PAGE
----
It has been easy for those in Washington and elsewhere to make the U.S. Immigration and Naturalization Service the scapegoat for terrorist actions against this nation on Sept. 11.
We who live on the border, who see INS and Border Patrol agents working hard every day to try to protect both our borders and us, know better. And those of us who know better believe this INS reorganization rush infecting Congress is much ado about nothing, or much ado about not much.
We see nothing particularly wrong with the setup of the INS, and see no pressing need to separate the agency into two entities, one for enforcing immigration laws and one for handling citizenship and immigration matters. That is what the House of Representatives will vote on soon. A similar plan prepared by Sen. Edward M. Kennedy is expected to emerge from the Senate.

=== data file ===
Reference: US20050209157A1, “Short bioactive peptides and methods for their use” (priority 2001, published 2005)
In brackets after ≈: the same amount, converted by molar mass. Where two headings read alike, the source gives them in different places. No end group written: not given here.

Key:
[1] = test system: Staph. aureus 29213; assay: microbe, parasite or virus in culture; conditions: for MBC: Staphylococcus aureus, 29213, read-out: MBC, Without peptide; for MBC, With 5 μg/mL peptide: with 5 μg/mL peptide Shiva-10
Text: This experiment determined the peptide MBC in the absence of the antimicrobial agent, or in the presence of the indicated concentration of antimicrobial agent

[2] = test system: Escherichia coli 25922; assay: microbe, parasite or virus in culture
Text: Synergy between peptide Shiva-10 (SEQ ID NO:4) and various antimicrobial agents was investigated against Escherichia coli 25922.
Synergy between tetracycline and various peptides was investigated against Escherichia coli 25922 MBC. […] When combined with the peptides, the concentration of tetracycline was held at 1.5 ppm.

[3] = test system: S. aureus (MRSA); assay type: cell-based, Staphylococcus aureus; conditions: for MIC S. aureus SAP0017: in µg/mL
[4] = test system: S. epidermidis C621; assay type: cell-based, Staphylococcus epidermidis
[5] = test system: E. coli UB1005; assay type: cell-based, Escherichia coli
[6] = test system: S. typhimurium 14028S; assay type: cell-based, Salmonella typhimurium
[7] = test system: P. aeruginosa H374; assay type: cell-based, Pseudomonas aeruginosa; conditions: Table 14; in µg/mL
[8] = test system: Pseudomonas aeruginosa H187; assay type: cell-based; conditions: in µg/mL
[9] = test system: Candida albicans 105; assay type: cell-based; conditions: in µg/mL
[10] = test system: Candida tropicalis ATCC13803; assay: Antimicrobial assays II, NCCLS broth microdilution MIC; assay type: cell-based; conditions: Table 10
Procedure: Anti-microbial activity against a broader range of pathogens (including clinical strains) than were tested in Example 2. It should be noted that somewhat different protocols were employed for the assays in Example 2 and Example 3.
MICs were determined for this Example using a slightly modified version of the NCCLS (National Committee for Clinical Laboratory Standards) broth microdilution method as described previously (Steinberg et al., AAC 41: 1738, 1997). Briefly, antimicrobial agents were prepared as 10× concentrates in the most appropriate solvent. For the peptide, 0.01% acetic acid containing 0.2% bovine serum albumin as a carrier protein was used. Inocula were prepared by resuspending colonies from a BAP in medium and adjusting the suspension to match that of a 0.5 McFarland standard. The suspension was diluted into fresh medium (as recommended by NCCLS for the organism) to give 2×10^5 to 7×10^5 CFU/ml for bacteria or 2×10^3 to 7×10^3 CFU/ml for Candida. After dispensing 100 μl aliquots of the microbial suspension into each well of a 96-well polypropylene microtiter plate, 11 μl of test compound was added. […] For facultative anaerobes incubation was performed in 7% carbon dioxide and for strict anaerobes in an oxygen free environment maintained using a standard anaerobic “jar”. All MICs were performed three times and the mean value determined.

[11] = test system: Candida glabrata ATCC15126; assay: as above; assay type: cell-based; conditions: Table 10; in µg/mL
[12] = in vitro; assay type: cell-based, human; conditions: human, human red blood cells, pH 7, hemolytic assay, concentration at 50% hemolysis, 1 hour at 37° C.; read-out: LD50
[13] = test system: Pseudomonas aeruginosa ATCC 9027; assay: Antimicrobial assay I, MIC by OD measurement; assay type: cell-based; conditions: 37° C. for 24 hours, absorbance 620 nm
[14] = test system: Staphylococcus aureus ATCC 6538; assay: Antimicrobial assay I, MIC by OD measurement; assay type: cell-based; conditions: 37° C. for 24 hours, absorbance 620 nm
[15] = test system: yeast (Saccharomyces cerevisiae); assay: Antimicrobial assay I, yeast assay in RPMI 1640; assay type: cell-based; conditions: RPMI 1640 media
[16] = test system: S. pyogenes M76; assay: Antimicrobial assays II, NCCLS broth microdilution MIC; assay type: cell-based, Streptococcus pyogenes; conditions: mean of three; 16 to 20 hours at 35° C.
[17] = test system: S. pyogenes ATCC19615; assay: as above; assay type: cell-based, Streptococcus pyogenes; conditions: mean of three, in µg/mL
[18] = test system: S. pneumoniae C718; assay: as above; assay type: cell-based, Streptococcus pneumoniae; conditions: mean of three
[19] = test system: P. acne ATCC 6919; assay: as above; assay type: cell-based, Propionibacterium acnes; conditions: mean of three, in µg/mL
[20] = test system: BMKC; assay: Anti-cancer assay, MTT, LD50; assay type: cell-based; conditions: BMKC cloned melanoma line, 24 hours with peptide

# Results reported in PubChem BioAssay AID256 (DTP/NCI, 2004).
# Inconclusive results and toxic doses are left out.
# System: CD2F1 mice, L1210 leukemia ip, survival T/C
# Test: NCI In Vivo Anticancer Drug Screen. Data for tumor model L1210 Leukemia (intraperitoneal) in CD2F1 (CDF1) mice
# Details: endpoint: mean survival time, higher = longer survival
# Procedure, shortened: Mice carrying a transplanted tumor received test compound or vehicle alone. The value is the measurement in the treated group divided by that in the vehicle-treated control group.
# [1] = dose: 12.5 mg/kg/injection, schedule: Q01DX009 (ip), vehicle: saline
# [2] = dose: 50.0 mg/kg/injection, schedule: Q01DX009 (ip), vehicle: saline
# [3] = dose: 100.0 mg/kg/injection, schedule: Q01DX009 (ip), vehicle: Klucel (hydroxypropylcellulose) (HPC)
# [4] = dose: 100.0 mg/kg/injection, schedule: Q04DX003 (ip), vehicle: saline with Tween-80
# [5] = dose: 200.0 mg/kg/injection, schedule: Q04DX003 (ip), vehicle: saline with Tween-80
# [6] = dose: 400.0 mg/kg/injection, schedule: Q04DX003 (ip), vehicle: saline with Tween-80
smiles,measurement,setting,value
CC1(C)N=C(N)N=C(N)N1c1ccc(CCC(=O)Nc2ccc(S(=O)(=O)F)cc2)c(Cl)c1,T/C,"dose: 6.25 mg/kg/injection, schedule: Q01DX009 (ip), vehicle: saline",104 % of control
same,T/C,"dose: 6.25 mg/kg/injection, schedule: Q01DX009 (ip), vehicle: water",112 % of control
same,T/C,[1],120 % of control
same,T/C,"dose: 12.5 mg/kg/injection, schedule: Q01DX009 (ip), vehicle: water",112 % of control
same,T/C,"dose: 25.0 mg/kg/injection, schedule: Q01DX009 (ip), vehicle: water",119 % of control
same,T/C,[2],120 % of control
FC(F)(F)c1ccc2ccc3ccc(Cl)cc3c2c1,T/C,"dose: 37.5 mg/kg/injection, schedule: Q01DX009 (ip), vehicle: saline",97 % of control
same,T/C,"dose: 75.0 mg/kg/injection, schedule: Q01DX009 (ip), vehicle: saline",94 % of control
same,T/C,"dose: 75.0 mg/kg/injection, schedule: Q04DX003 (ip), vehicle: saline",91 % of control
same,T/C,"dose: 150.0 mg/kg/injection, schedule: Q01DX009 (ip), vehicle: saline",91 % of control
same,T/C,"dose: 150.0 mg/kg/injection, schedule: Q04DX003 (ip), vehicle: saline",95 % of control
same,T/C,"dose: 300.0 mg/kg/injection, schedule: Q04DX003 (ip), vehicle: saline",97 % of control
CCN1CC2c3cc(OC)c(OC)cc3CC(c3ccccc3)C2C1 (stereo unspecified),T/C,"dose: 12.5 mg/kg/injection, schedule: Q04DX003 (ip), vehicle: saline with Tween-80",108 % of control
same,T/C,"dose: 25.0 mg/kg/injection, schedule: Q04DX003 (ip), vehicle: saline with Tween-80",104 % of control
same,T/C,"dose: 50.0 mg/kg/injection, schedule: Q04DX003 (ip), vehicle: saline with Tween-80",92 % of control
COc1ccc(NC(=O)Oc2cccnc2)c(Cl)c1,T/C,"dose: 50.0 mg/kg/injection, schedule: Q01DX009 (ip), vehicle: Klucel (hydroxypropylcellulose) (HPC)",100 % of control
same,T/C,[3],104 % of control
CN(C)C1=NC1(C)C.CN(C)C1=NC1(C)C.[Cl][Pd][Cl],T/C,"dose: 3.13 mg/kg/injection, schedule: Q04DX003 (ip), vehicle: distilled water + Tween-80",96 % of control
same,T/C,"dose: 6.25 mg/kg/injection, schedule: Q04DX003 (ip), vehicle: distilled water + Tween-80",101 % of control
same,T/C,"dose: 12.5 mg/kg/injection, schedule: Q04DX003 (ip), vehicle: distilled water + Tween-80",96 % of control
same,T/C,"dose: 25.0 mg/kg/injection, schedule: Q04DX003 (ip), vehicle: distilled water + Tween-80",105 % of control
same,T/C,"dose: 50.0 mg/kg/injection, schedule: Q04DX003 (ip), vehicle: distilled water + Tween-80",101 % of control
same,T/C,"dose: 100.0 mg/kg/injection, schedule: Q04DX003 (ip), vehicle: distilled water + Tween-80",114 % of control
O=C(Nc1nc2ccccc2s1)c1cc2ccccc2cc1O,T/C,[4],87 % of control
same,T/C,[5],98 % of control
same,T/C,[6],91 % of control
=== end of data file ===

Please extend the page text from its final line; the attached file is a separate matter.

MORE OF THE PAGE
Under the House bill the two agencies would remain under the umbrella of the Department of Justice and would report to an assistant attorney general for immigration. Under Kennedy's setup an independent administrator appointed by the president would oversee the operations of the two separate agencies.